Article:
September 27, 2006
Department of Petroleum Engineering adopts new name and broader mission 'beyond petroleum'
By Mark Shwartz
After a half-century of training students to become leaders in the oil and gas industry, the Department of Petroleum Engineering at Stanford University has changed its name and expanded its academic mission. While continuing to offer master's and doctoral degrees in petroleum engineering, the newly christened Department of Energy Resources Engineering also plans to add a new curriculum for graduates and undergraduates interested in pursuing broader careers in energy and conservation.
"The decision to change the name and the focus of the department was made last January at a faculty retreat," said Lou Durlofsky, professor of energy resources engineering and chair of the new department. "It's really a reflection of the evolving energy landscape and a recognition that the things we've been doing traditionally may not be the exciting or important areas of research in 10 or 20 years."
The first course in petroleum technology at Stanford was offered in 1914. The Department of Petroleum Engineering was established in 1957 in what is now called the School of Earth Sciences. In 1993, the school was reorganized into three departments: Petroleum Engineering, Geophysics, and Geological and Environmental Sciences.
The original mission of the Department of Petroleum Engineering was "to serve the international petroleum and related industries through the development of both people and tools for reservoir management."
But the global energy picture has changed in the last 50 years, Durlofsky said, and he and the other eight faculty members felt it was time for the department to change as well. "In the future, we will have to move toward unconventional oil and gas, which is more difficult to produce," he said. "We'll also have to find ways to reduce the environmental impacts of this production."
Many faculty members in the Department of Energy Resources Engineering have expertise in fields other than traditional petroleum production, noted Pamela Matson, the Chester Naramore Dean of the School of Earth Sciences. "While I know the department will not turn its back on petroleum, current and new faculty will increase the diversity of energy research and allow the department and its students to evolve as society's energy needs and environmental concerns change," she said.
In addition to developing new techniques for maximizing oil and gas recovery, for example, the department has been a leader in geothermal energy, a process that involves trapping heat from underground geysers and other natural sources. Geothermal production emits virtually no greenhouse gases and is the second biggest source of renewable energy in the United States. Other renewable resources, such as wave and tidal energy, may join the departmental research agenda in the future, Durlofsky said.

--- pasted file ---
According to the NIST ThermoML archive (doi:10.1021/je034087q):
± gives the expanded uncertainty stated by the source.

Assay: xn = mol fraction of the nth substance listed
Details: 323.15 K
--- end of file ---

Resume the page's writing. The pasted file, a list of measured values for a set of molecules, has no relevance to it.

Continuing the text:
"Renewables are of course a key part of the overall energy picture, and these are addressed in other departments at Stanford," he noted. "Our emphasis will continue to be on the subsurface energy supply, so this is certainly not an about-face for the department. But we do recognize that the energy mix in the future is likely to be much different than it's been, and that there will be much more of a concern for environmental issues, especially CO2 [emissions]."
Although often ranked among the top graduate programs in the country, the Department of Petroleum Engineering has not awarded a bachelor's degree in 10 years. The new curriculum may entice undergraduates who would otherwise be reluctant to enroll in the program, said Roland Horne, professor of energy resources engineering, who recently stepped down after more than a decade as department chair.
"We're the one department on campus focused entirely on energy, but our curriculum had become inaccessible to undergraduates," he said. "Most of our graduates are hired by the oil industry. But the new undergraduate degree is also designed for someone interested in working for a state energy regulator or non-governmental energy conservation groups, for example. I think there are lots of students at Stanford in that category. They're interested in a career in energy, but they don't want to be petroleum engineers or work for the oil industry."
Throughout its history, the department has enjoyed strong financial and technical support from virtually every major oil company, and that support is expected to continue, Horne added. "The oil companies have been surprisingly very positive about the new department," he said. "Corporations like Chevron and BP consider themselves energy companies now'beyond petroleum.' They also realize that they're facing a shortage of engineers. One survey found that by 2008, 80 percent of all engineers and scientists in the oil industry will be eligible for retirement. So companies are superbly keen to find and hire qualified students."
The department is looking for at least one new faculty member from a field outside of traditional petroleum engineering, he added. Meanwhile, the proposal for new bachelor's, master's and doctoral degree programs in energy resources engineering is under consideration by committees of the university's Faculty Senate.